Pricing

You Will Need to Sell Your Home Twice

You Will Need to Sell Your Home Twice | Simplifying The Market

A recent post on “The Home Story”, a site published by Fannie Mae, explained the difference between the price a seller may get for their home and the value an appraiser might assign the property.

The Sales Price

Of course, most sellers want to maximize the value they get for the house. However, the price they set might not be reflective of the other comparable homes in the neighborhood. As the article stated:

“People tend to view their homes emotionally, and that can become quickly apparent when they decide to sell.”

That doesn’t mean that the home won’t necessarily sell for that price.

A seller can set an asking price and actually have a buyer agree to that price. However, that value may not be necessarily in agreement with what most buyers are willing to pay. For example, one person can view a property, determine it is exactly what they are looking for and well worth the asking price, whereas another person could look at the same property and feel the asking price is too high.

Steven Corbin, Director of Valuation in Fannie Mae’s CPM Real Estate division gives an example:

“Someone may have driven by the property countless times, and they really want to live in that house. So in reality they may overbid for that property. This would be a situation where the actions of a specific buyer do not represent the actions of a typical buyer.”

The Appraised Value (or Market Value)

Fannie Mae explains what they look for when appraising the house:

“When a contract is established on a property, an appraised value is determined by a professional real estate appraiser. The appraiser works on the lender’s behalf to determine that value by taking many factors into consideration, including the neighborhood, the value of properties of similar size and construction, and even such things as the type of fixtures on the premises and layout of the floor plan.”

Corbin adds:

“From a lending perspective, a bank would want to know the probable price a typical buyer would offer for the property. That’s what an appraiser would set as the market value.”

The Challenge when Sales Price and Appraisal Value are Different

If the appraiser comes in with a value that is below the agreed upon sales price, the lending institution might not authorize the mortgage for the full amount a buyer would need to complete the transaction.

Quicken Loans actually releases a Home Price Perception Index (HPPI) that quantifies the difference between what sellers and appraisers believe regarding value. The HPPI represents the difference between appraisers’ and homeowners’ opinions of home values.

Currently, there is approximately a 2% difference between what homeowners believe their home to be worth and what appraisers value that same home. On a $300,000 sale that would be a $6,000 difference. That could be a challenge that might prevent the home sale proceeding to the closing table.

Quicken Loans Chief Economist Bob Walters recently commented on this issue:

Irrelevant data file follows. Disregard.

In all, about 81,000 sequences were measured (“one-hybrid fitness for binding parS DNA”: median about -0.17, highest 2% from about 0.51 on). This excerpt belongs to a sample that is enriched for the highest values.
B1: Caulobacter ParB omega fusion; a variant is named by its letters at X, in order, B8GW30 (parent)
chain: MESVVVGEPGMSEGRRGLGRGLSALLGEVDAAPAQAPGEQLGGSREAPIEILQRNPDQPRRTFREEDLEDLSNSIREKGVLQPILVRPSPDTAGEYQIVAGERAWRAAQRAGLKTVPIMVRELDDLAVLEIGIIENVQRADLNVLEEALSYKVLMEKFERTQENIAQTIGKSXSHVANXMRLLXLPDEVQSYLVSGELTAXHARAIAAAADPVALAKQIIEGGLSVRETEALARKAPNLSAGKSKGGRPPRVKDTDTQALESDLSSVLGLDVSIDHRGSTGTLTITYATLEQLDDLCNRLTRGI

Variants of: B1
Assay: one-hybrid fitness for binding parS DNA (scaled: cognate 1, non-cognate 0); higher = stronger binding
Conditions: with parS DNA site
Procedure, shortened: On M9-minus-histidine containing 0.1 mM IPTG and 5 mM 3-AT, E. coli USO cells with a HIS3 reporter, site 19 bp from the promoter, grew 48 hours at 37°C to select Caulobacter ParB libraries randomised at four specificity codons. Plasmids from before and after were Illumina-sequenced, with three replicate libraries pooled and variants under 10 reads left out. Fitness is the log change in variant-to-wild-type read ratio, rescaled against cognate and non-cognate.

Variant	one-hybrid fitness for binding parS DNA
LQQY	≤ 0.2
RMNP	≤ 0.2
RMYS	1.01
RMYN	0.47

“The more homeowners are in line with appraisers, the easier it will be to refinance their mortgage and easier for those looking to buy a home. If the two are aligned, it eliminates one of the top stumbling blocks in the mortgage process.”

Bottom Line

Every house on the market has to be sold twice; once to a prospective buyer and then to the bank (through the bank’s appraisal). In a housing market where supply is very low and demand is very high, home values increase rapidly. One major challenge in such a market is the bank appraisal. If prices are jumping, it is difficult for appraisers to find adequate comparable sales(similar houses in the neighborhood that closed recently) to defend the price when performing the appraisal for the bank.

With escalating prices, the second sale might be even more difficult than the first. Let’s get together and discuss the market in your neighborhood and the best listing price for your home.

House Hasn’t Sold Yet? Take Another Look at the Price

House Hasn’t Sold Yet? Take Another Look at the Price | Simplifying The Market

The residential housing market has been hot. Home sales have bounced back solidly and are now at their second highest pace since February 2007. Demand remains strong going into the winter. Many real estate professionals are reporting that multiple offers are occurring regularly and listings are actually selling above listing price. What about your house?

If your house hasn’t sold, it is probably the price.

If your home is on the market and you are not receiving any offers, look at your price. Pricing your home just 10% above market value dramatically cuts the number of prospective buyers that will even see your house. (See Chart)

Proper Pricing Pyramid | Simplifying The Market

Bottom Line

The housing market is hot. If you are not seeing results you want, sit down with your agent and revisit the pricing conversation.

3 Graphs That Scream List Your House Today!

3 Graphs That Scream List Your Home Today! | Keeping Current Matters

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In school we all learned the Theory of Supply and Demand. When the demand for an item is greater than the supply of that item, the price will surely rise.